The creator of a non-advised online fund selection tool for investors has called on more advisers to develop their own online technology.
Kent-based IFA Dennehy Weller soft-launched its Fund Expert website last month, in conjunction with Fidelity FundsNetwork.
It uses a "basket" approach, allowing customers to add funds for purchase without being diverted to an additional site.
But managing director Brian Dennehey said the industry as a whole is "appalling at innovation."
"At the moment it's coming from the fairly small players," he said. "You've got a handful that are embarrassing the rest of the industry, and I'm including the fund managers in that."
The non-advised site, which features a bi-annual 50 page analysis of the market, along with more regular shorter updates, aims to provide a more "three dimensional" approach to fund selection.
"For every sector there's a double sided sheet with analysis back to 1994, warts and all," he said. "We highlight sectors where the numbers aren't as good. We're trying to be more helpful and focussed than other websites. If we made a list of our 150 favourite funds, how helpful would that be?"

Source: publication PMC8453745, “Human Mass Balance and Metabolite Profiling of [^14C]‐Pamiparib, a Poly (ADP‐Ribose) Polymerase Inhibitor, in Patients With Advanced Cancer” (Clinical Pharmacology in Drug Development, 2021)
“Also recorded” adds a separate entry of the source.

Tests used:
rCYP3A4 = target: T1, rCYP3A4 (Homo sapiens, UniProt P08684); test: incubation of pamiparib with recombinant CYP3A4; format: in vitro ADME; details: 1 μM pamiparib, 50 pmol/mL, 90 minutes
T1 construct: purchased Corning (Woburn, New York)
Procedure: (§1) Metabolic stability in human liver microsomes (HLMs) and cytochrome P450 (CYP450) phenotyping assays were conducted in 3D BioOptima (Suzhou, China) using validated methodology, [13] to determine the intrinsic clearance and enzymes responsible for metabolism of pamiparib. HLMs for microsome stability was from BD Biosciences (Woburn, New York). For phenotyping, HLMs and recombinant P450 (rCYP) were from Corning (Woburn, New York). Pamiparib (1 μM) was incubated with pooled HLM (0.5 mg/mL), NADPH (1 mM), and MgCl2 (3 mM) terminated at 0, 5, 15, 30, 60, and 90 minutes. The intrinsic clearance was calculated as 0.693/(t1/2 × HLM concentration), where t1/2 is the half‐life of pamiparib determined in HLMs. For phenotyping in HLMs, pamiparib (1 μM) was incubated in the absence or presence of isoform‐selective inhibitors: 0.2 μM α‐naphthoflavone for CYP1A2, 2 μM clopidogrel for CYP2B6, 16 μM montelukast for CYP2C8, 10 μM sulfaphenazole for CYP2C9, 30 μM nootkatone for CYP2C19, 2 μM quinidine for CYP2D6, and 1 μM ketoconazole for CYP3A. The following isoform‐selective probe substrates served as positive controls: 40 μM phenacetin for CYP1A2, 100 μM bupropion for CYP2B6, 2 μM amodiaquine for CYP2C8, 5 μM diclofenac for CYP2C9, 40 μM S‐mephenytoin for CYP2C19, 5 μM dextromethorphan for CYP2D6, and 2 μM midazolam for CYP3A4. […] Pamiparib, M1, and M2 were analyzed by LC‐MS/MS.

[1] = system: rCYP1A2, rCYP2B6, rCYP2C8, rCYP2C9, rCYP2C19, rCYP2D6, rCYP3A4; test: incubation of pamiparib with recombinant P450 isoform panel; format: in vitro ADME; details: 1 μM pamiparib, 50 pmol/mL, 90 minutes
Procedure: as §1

A common misconception amongst advisers was that execution-only propositions would damage a firm's more lucrative advised business, or fall foul of the regulator, Dennehy said.
"It's not about trying to steal business from other advisers," he said. "Most of the people who used the site won't use advisers anyway.
"We don't see any risk of cannibalisation, but we do see leaking to the advice side over time and that will be for lifestyle reasons. People get to the stage where they are too busy, and having help won't cost that much more.
"Post-RDR we will try to be flexible, by having a menu option so if they want, from time to time, to pick bits of advice, they'll be able to do that for fixed fee charges done by Dennehy Weller - and if they want full-time advice they can do that too."
The service, which takes a 0.5% annual fee, has had interest from both sophisticated and lower-end clients.
"People who had been thinking about ISAs for months went through the journey and when they got to the end that could see why it was the result," Dennehy said.
"Then we had a very sophisticated investor who put funds in the basket, checked the alternatives and spotted funds that he hadn't thought of.
"It seems to be touching a nerve for people at opposite ends of the spectrum."
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